My Legislative Highlights

My goal for this session was to pass strong, conservative legislation that ensures that the Texas Miracle lives on. Below are a couple of bills that I either authored or sponsored that are now on Gov. Abbott’s desk waiting to be signed into law.

HB 3162 restores life-affirming values in healthcare by amending the Texas Advance Directives Act to revise provisions related to life-sustaining treatment and DNR orders for patients who are incompetent or mentally/physically incapable of communication. Current law allows a Hospital committee to withdraw a patient’s basic life-sustaining treatment with a 10-day notice. This bill will extend the period to twenty-five days and provides for a seven-day notice, giving patients and their families time to transfer to a different physician or facility that will respect their decision. It was an honor to work on this legislation with Representative Klick, Texas Right to Life, Texas Alliance for Life, and Texans for Life Coalition.

By: Cameron Abrams

Prior to Klick’s proposal, there were many attempts at reform. Most recently, Sen. Bryan Hughes (R-Mineola) and former representative Sen. Tan Parker (R-Flower Mound) filed the “Respecting Texas Patients’ Right to Life Act of 2021,” which failed to make it out of the Senate.

Texas Alliance for Life originally opposed this legislation siding with the ability of medical facilities and doctors granted with the ability to end treatment of a patient who is on life-sustaining care.


But Texas anti-abortion groups are not in lockstep regarding Tinslee’s case. Many groups outside of Right to Life are siding with the medical community on the law.

Joe Pojman, director of Texas Alliance for Life, a more moderate anti-abortion group, took issue with the injection of politics into Tinslee’s case. Pojman’s group, along with other anti-abortion groups in the state, filed a brief in support of Cook Children’s Medical Center.

“We don’t think that’s a pro-life position — to advocate for prolonging a patient’s death through means that cause pain and suffering,” Pojman said. “If this law needs to be tweaked, that ought to be done by the Legislature.”

According to state law, when a family’s wishes and medical judgement clash, the hospital’s ethics committee reviews the doctor’s decision. If the committee sides with the doctor, the doctor has protection from liability; if it sides with the family, the physician can act as he or she chooses but will not be protected if the family decides to sue.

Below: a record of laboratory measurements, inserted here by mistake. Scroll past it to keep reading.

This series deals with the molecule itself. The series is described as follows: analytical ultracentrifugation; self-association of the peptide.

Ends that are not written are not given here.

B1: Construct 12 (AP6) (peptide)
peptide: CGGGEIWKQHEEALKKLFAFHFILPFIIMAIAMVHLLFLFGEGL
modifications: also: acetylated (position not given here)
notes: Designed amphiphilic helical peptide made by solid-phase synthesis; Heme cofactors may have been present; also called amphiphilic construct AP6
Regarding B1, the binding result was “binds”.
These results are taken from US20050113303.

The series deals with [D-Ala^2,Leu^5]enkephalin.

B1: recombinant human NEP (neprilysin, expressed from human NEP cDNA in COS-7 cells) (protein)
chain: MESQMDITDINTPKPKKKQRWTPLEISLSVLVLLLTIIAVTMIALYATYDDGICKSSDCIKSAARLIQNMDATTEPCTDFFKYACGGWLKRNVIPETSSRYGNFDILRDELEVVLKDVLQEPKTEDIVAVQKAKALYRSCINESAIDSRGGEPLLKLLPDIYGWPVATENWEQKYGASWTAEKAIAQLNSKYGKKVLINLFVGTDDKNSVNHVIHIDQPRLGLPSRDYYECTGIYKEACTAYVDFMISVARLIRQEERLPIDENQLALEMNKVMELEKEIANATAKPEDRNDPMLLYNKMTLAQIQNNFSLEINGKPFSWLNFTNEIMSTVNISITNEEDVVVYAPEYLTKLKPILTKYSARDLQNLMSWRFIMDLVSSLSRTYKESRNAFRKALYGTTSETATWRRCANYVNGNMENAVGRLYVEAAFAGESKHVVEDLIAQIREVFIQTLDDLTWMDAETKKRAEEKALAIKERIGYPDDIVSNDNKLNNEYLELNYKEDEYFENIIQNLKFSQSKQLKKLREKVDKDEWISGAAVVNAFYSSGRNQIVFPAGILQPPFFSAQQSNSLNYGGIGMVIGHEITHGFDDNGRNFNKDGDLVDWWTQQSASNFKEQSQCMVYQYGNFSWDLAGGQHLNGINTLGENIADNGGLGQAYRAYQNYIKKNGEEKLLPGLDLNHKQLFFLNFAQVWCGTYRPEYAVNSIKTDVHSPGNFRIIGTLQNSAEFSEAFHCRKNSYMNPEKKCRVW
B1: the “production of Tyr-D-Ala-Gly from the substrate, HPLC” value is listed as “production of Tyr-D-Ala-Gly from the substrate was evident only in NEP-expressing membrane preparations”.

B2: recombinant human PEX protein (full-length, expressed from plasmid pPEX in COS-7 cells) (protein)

“No other state has that,” Pojman said, calling the process “absolutely unique.”

Pojman said if the law is struck down, doctors stand to lose their legal protection — a loss he said he fears would make hospitals much more unwilling to accept and treat terminally ill patients in the first place

“They are going to harm the patients they claim to want to protect,” Pojman said. “I think there are people who are trying to make political hay out of an issue that is not appropriate for politics.”

By: Leah Hickman

Tinslee’s mother, Trinity Lewis, has won temporary court orders to prolong her daughter’s life. She insists the girl is not suffering, but physicians say she is. Texas Alliance for Life and several other pro-life groups have come out in support of the law that would allow the hospital to end Tinslee’s medical treatment. They filed an amicus brief defending the law as a good compromise between the rights of the family to make end-of-life decisions and the hospital’s right to end treatment when doctors see it as extending suffering rather than offering a remedy. Vital

By: JD Flynn

The case has divided the pro-life community in Texas.

Dr. Joe Pojman, Texas Alliance for Life’s executive director, said ahead of the hearing that “We believe the dispute resolution process in Texas law is both good public policy and is constitutional.”

He added that “the Texas law is among the best in the nation. It balances patients’ rights to make end of life decisions with the rights of physicians to not indefinitely order painful, medically inappropriate interventions to terminally ill patients that only prolong their deaths with no proportional benefit.”

Texas Alliance for Life, along with the Texas Catholic Conference of Bishops and several other pro-life groups, disability advocates, and medical groups, filed an amici curiae brief Jan. 29 supporting TADA.

The brief said TADA has given physicians and families “a structure for having difficult end-of-life conversations—and for reaching a resolution if the families and treating physician do not ultimately agree.”

“A medical intervention that could further prolong life can also, directly or indirectly, inflict significant suffering without proportionate benefit to the patient. A physician might conclude that making further interventions on a patient near the end of life, in a medical situation with no meaningful prospect for cure or recovery, would inflict only harm on the patient—violating one of the oldest and most deeply held principles of medical ethics. Medical providers in that position face not only an ethical dilemma but also feel moral distress over being the instrument used to inflict that non-beneficial suffering on a patient.”

The amici curiae brief called TADA a “carefully balanced statute” that should be upheld by the appellate court.

It added that striking down TADA would constitute judicial activism, stating that “disagreements about a policy decision made by the Legislature, however deeply felt, do not state a constitutional claim.”